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Surviving the over-diagnosis epidemic

The world has been taken over with health nazis who discriminate against people who don’t come up tops on the wellness barometer, a friend with self-diagnosed gym-aversion disorder informed me earlier this week.

health and fitness Updated: Feb 26, 2011 23:47 IST
Sanchita Sharma

The world has been taken over with health nazis who discriminate against people who don’t come up tops on the wellness barometer, a friend with self-diagnosed gym-aversion disorder informed me earlier this week. “The pressure to stay fit is so great that people with a cold are now treated like fools who should have known better than to get infected. I’ve stopped going to doctors because all they do is tell me how everything I do and not do is killing me sooner than later,” he says.

In his case, his lifestyle is very likely to be killing him — he’s smartly opted for a very expensive health insurance policy — but he does have a point. Medical diagnostics are now so advanced that you don’t have to wait for symptoms to find out what is wrong with you. And if you’ve reached the stage where you have to look for a disease, then you are

likely to find it.

When it comes to disease, say doctors, there is no such thing as too much information. But do we really need so much information, especially when it is information you can do little about? It’s a bit like a competent astrologer predicting you are going to break your bones next Sunday morning, come what will. Well, if staying home in bed doesn’t help because the fan falls down and breaks your bones, the prospect of confirmed pain ends of doing nothing more than adding to your anxiety and stress.

Which, in turn, add to a host of risk factors such as hypertension (chronic high blood pressure) and diabetes, both of which can push you to an early grave faster than broken bones. I have a reasonably healthy lifestyle, within limitations, but refuse to restructure the next 50 years of my life to ensure, say, that my risk of hip fracture would halved when I’m 90 if I have four glasses of milk now! Besides making me overweight — one litre of skimmed milk has 1,250 calories — the warped diet would make me deficient in a host of other nutrients, which would in turn put me at risk of other diseases, such as cancers.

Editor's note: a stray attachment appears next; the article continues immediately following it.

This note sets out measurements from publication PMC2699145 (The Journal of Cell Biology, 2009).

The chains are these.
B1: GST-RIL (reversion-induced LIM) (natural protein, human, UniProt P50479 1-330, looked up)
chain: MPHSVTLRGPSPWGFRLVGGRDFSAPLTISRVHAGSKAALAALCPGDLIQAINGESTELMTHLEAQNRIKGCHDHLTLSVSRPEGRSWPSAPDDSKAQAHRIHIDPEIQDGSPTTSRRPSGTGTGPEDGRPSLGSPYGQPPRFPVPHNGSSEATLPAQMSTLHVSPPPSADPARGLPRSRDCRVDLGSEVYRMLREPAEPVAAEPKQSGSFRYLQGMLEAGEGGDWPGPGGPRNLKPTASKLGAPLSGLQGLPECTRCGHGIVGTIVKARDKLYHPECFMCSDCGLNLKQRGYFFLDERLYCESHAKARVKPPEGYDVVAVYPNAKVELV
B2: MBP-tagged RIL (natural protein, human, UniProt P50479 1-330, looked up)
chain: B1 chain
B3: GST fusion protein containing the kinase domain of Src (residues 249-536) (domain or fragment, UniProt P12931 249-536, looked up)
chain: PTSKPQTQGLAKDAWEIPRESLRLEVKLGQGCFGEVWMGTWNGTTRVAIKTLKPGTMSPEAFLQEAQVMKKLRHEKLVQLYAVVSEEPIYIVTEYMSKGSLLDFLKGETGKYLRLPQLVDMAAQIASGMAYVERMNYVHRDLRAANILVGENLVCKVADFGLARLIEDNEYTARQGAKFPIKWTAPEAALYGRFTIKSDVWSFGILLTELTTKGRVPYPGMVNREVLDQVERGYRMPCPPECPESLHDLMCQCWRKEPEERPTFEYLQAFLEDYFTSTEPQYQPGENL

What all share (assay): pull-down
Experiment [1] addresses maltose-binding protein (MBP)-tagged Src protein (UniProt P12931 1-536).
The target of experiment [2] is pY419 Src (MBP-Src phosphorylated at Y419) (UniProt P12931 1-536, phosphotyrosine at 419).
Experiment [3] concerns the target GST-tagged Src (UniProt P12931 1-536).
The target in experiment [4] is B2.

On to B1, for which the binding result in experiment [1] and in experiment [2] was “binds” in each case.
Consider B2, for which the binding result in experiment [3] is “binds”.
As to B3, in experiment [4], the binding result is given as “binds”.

The downside of technology is that we start living in the shadow of death even before we are born. Genetic tests, many of which are done when you’re born, can predict diseases you are likely to be born with. If you are declared fit enough to be born, you are accosted with precision imaging machines that tracks trace of future diseases in every cell in your body. No tumour, cyst, polyps or aberration can escape the probes and scrutiny of tests and scans that predict disease before it occurs.

The rule of the thumb is that if you have the inkling of unease, get diagnosed. And since annual check-ups help diagnose symptomless diseases such as diabetes, hypertension and cancers, it’s a good idea to start at 30 to 35 years, depending on your lifestyle and overall health.

Because now there’s a new category of early-stage disease stages called pre-disease. You are a pre-hypertensive (blood pressure reading of 120-139/80-89 mmHg), which makes you three times more likely to have a heart attack than people with a normal blood pressure of less than 80/120 mmHg. Here, knowing the diagnosis helps, as quitting smoking, losing weight, exercising and eating less salt can help you control hypertension without drugs. Similarly, blood sugar of people with pre-diabetes —fasting glucose level between 100 and 125 mg/dl — can be brought down to the normal count of below-100 mg/dl by losing weight by 5-10% and doing 45 minutes of brisk activity each day.